8. elitist: a person who enjoys advantage or favor over others because of superior education, training, or superior knowledge (杰出人物).

9. critic: a person who finds flaws or errors in ideas, individuals, information, etc. (批评家).

10. conservatives: people who favor traditional ideas as opposed to liberal or new ideas, especially in political or economic issues (保守派).

11. disdained: thought that someone or something was not important and did not deserve any respect (鄙视,蔑视).

12. residual Puritanism: a behavior of strictness learned and retained from a religious background (残存的清教徒行为). Puritans were a group of persons of very strict religious beliefs who came from Europe and settled in what is now the New England area of the U.S.

13. anti-intellectualism: a position opposing or hostile to intellectual ideas, concepts, or approaches to problem solving (反理智主义).

14. vision: a way of seeing or knowing something usually based on belief or knowledge (眼光,看法).

15. get in the way of. interfere with or obstruct a plan or system of someone or something else (干涉,干预).

16. humility: a quality or state of being humble (谦逊,谦恭).

17. both political parties struggle constantly over which words to use in describing their opponents or their own words: 两个政党都绞尽脑汁使用语词去描述对方或自己的说法。

18. a pig with lipstick: a metaphor meaning that for a pig, lipstick is just an added item that has no legitimate place or function (涂口红的猪,一个隐喻,表示对于猪来说涂上口红是不合理没有用的).  This phrase is commonly used to describe an idea or concept which is inappropriate or foolish by something it is associated with.

19. implicit: suggested or understood without being stated directly (暗示的).

20. slippery fluid: a metaphor meaning that language is slick, hard to get hold of, and easily dropped or lost from ones grip or possession (柔滑的液体,该隐喻表示语言是柔滑的,很难抓得住,抓住了也很容易失去).

21. decry: make strong opposition to something, to denounce an idea or concept, person or activity, etc. (公开反对,谴责).

22. facility: the easy or evident ability or skill in the use of something or for some task (天赋,技能).

23. amoral manipulations: techniques without any moral sensibility or basis (是非不分的操纵,控制).

24. a fresh, vivid, home-made turn of speech: 新鲜、生动、自制的措辞。

25. Original Maverick: the first or unique individual who is intentionally different from others (首位特立独行的人). In the TV ads, the maverick is shown as a brave, cowboy type.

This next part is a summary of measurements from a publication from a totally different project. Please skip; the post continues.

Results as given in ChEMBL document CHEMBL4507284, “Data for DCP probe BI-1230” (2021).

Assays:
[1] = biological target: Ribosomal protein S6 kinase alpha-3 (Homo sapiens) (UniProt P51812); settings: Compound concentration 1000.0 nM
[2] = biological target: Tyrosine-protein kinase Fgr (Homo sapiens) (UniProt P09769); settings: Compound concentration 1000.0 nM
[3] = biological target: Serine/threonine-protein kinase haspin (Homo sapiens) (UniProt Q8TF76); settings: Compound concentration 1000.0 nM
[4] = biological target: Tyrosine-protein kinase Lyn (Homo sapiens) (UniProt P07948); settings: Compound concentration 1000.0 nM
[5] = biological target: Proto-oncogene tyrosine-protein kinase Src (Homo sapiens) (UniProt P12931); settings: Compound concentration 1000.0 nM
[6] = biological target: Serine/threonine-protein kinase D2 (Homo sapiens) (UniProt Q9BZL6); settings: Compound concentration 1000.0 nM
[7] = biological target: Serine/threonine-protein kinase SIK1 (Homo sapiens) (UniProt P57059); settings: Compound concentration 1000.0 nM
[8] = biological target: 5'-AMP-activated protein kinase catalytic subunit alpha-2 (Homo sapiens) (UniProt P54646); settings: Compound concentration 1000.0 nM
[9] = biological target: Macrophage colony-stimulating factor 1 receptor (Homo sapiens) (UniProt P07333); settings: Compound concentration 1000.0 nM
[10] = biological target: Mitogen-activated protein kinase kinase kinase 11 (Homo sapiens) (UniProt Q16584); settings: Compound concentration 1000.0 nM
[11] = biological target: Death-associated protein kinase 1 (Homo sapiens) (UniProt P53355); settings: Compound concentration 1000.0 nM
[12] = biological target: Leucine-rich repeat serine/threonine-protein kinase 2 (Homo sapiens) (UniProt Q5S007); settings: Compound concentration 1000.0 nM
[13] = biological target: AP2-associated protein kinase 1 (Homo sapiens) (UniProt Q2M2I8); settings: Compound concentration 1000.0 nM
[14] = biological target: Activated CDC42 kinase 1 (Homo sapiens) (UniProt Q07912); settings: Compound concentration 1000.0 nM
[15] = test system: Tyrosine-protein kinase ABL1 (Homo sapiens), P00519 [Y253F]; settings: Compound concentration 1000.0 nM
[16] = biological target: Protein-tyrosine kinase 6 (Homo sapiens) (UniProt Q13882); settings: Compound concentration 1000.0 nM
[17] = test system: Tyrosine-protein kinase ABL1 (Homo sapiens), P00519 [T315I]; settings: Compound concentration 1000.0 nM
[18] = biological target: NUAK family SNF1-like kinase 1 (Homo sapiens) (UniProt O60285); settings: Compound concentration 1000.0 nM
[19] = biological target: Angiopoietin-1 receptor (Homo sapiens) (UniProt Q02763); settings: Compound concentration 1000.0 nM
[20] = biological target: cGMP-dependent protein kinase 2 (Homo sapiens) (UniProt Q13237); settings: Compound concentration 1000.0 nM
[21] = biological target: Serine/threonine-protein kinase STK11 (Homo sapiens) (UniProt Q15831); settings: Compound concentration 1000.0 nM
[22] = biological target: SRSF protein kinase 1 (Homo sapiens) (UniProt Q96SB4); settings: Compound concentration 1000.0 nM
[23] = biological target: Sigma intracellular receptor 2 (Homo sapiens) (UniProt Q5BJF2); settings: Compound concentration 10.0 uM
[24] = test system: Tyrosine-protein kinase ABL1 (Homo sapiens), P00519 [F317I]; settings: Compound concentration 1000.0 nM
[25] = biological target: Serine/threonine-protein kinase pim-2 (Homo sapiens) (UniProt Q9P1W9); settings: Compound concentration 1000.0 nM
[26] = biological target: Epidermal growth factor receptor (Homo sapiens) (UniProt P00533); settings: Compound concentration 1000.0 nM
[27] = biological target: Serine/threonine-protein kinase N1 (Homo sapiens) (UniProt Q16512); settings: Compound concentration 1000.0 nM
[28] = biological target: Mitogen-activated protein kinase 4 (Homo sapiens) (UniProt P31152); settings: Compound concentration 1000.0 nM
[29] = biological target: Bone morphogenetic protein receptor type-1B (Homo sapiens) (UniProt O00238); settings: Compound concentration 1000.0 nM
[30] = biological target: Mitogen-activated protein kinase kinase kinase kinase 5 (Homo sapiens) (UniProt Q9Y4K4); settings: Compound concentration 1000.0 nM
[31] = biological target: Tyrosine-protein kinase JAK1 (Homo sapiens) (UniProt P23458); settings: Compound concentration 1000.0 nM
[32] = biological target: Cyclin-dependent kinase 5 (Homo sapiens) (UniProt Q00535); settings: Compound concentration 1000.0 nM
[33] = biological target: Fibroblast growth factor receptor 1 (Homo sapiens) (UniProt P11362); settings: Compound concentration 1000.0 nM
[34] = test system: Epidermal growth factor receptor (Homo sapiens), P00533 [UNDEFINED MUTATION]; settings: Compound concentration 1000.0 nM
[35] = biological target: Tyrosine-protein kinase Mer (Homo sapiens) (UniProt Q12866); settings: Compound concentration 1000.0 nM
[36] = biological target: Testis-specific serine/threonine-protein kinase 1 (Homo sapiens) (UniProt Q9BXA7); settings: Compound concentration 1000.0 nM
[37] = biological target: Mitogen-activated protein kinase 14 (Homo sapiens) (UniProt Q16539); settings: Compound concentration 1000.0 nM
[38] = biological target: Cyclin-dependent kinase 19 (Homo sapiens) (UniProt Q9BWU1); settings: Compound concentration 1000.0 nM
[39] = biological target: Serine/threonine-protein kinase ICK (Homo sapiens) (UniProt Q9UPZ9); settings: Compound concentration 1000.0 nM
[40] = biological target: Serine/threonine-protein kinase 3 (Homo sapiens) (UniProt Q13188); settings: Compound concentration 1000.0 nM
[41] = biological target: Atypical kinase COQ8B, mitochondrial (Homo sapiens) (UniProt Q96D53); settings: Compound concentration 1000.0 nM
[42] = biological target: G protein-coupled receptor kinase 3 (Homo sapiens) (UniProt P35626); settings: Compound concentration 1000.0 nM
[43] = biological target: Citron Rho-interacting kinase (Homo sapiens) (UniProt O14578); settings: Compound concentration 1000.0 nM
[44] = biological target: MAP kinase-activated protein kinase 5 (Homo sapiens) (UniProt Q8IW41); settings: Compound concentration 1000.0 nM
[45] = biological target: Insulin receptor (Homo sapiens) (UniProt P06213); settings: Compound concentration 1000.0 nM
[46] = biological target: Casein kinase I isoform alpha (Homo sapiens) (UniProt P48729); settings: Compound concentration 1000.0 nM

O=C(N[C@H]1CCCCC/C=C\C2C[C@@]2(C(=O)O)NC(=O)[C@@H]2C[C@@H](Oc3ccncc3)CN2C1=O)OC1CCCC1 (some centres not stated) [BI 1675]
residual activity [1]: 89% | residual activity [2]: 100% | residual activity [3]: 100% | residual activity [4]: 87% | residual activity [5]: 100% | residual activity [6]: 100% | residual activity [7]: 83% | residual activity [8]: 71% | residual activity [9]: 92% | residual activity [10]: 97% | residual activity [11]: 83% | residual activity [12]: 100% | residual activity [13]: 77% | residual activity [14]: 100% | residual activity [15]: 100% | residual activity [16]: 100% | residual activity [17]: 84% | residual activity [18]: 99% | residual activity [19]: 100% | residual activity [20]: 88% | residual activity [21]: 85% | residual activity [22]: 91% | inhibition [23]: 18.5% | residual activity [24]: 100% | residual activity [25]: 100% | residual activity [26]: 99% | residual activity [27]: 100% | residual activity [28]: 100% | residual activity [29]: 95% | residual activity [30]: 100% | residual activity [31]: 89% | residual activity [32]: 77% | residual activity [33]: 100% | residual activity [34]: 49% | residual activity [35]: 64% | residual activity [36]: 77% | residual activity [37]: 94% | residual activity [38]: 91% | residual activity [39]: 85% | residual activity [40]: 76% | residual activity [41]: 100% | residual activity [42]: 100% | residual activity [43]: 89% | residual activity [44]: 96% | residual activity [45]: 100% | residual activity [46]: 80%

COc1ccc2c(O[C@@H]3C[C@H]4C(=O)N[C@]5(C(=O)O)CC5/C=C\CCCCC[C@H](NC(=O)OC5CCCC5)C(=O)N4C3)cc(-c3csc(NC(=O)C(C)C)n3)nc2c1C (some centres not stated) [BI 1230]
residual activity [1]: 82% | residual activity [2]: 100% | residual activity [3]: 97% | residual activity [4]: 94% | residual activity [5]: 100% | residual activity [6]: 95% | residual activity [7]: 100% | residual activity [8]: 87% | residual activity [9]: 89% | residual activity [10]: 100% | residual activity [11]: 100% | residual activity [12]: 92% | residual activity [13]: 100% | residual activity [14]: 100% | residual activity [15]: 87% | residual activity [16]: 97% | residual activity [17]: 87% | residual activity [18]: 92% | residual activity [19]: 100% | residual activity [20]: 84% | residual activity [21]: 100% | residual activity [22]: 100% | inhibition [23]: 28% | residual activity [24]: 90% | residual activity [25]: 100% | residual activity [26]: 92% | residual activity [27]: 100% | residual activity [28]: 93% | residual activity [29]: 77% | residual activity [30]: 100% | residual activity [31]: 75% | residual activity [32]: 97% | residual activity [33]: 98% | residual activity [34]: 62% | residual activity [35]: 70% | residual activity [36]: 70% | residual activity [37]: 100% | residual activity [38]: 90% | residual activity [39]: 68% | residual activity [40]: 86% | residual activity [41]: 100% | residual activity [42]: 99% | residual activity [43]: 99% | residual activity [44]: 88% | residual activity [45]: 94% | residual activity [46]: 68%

26. logo: A letter, symbol or identifying sign which represents a company, country, person, etc. (标识,标志).

27. reassuring: giving or restoring confidence or comfort to others (令人安心的,安慰的).

28. Serving Americans of discernment since 1951:  a typical advertising style statement which intends to capture the imagination of the public (服务于有鉴赏能力的美国人达半个多世纪之久,这是典型的广告风格的语句,其目的在于抓住公众的想象力).

29. eccentric: off centered, unusual, or out of the ordinary in behavior or appearance (怪异的,反常的).

30. belatedly: after the fact, or later than expected (迟,太迟).

31. diplomas: documents showing evidence of completion of a given educational level, such as BA, MS, PhD etc. (毕业文凭,学位证书).  Here the speaker is attempting to say that his opponent is attempting to show superiority by use of his educational achievements.

32. redistribution of wealth: the process of rearranging, or directing a given set of assets or wealth in a different way (财富重新分配).  Some politicians think of this as taking from the rich and giving to the poor, but it may mean simply restructuring tax levels based on wages or wealth so that there is a more equitable sharing in a society or nation.

33. espoused: offered or supported by an individual, group, etc. Given credit for an idea or technique (支持,拥护).

34. be-all-end-all: the ultimate or best final solution to a problem or task (宗旨,终极目的).

35. sound: healthy or robust (健康的,良好的).  In this case, it refers to a strong, secure economic basis.

36. workforce:  the entire or collective employed individuals in an area or nation (劳动人口,劳动大军).

37. ingenuity: the ability to arrive at unique and positive ideas or solutions to a problem which exists (足智多谋).

38. disdain: scorn or dislike of something or someone, or a policy or idea (鄙视,蔑视).

39. non-word: an unaccepted word, often a mistake of usage (错词).

40. garbage: the waste or spoiled food items which are discarded (垃圾).